- KPIs in corporate social responsibility: stakeholder cooperations yielded, money donated
KPIs only make sense when considered in their context. While a productivity KPI should be high, healthcare KPIs like mortality rate should be low. Therefore, KPIs are not to be taken at point-blank value. In addition, not all KPIs are born equal. Whoever does business with a KPI must have in-depth understanding of the organization: the person must be able to “differentiate more important strategy-driven metrics from the plain vanilla metrics” (Bauer, 2004).
What are the benefits of Key Performance Indicators (KPIs)?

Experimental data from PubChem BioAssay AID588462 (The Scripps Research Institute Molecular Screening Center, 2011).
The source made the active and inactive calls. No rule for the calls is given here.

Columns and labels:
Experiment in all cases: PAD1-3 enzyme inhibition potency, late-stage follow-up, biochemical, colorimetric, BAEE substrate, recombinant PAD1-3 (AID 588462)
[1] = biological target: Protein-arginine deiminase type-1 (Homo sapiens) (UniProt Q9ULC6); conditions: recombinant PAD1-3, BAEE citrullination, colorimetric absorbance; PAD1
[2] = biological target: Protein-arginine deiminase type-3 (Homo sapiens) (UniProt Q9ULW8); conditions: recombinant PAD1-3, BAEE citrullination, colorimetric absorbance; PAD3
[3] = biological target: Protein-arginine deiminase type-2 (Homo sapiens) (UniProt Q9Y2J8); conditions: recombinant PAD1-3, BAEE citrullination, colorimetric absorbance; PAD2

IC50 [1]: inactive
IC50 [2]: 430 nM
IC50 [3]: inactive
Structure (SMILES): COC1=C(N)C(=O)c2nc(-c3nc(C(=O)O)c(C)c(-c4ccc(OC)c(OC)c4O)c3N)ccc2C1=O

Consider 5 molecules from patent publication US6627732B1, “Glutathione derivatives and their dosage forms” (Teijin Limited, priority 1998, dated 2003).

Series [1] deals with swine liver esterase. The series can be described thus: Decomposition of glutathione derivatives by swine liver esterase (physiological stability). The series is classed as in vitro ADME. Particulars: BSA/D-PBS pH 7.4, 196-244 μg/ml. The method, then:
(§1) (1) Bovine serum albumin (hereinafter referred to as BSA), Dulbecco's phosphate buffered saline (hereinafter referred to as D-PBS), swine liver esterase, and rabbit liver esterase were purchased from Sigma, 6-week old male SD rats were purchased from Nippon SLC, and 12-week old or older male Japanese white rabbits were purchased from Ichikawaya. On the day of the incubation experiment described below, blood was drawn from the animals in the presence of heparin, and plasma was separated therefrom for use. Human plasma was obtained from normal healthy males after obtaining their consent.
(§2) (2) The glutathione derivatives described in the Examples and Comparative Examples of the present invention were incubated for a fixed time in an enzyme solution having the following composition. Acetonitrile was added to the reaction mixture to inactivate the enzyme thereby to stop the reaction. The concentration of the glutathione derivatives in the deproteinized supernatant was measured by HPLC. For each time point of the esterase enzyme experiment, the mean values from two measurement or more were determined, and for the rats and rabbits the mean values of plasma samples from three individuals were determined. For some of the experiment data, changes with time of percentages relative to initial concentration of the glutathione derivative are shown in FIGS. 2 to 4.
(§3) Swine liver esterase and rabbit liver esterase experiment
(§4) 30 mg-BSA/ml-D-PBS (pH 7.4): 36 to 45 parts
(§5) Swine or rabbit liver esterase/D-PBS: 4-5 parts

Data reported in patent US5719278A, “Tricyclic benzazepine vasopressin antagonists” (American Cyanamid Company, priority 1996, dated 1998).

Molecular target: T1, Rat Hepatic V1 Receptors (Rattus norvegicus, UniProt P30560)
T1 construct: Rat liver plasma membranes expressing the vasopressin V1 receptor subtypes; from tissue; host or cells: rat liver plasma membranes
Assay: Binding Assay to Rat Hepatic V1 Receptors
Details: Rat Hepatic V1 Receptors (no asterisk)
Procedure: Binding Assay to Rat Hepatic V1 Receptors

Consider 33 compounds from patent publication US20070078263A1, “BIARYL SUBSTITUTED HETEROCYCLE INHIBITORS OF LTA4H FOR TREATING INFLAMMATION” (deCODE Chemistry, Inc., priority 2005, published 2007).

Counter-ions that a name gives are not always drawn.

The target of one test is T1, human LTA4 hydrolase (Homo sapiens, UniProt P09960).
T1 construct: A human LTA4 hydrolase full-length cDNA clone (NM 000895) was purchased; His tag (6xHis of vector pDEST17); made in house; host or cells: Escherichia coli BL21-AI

KPIs have been used in management for a long time. The many benefits associated with using KPIs are one of the reasons why they are so popular in the first place. What are the benefits associated with KPIs and are they applicable to every setting?
KPIs help quickly understand complex statuses
There are two things many organizations can probably agree on: efficiency is important, and time is money. KPIs are incredibly useful for assessing the many intertwining processes and activities going on in organizations. They can help save time and increase efficiency in management.
KPIs can be used to formulate goals and to measure their implementation
Goal setting is an important management tool. Goals only make sense when their implementation and progress can also be measured. This is why KPIs are the tool of choice for goal-setting and progress monitoring: they help define the steps that are needed to reach particular goals and are ideally embedded into broader strategic considerations.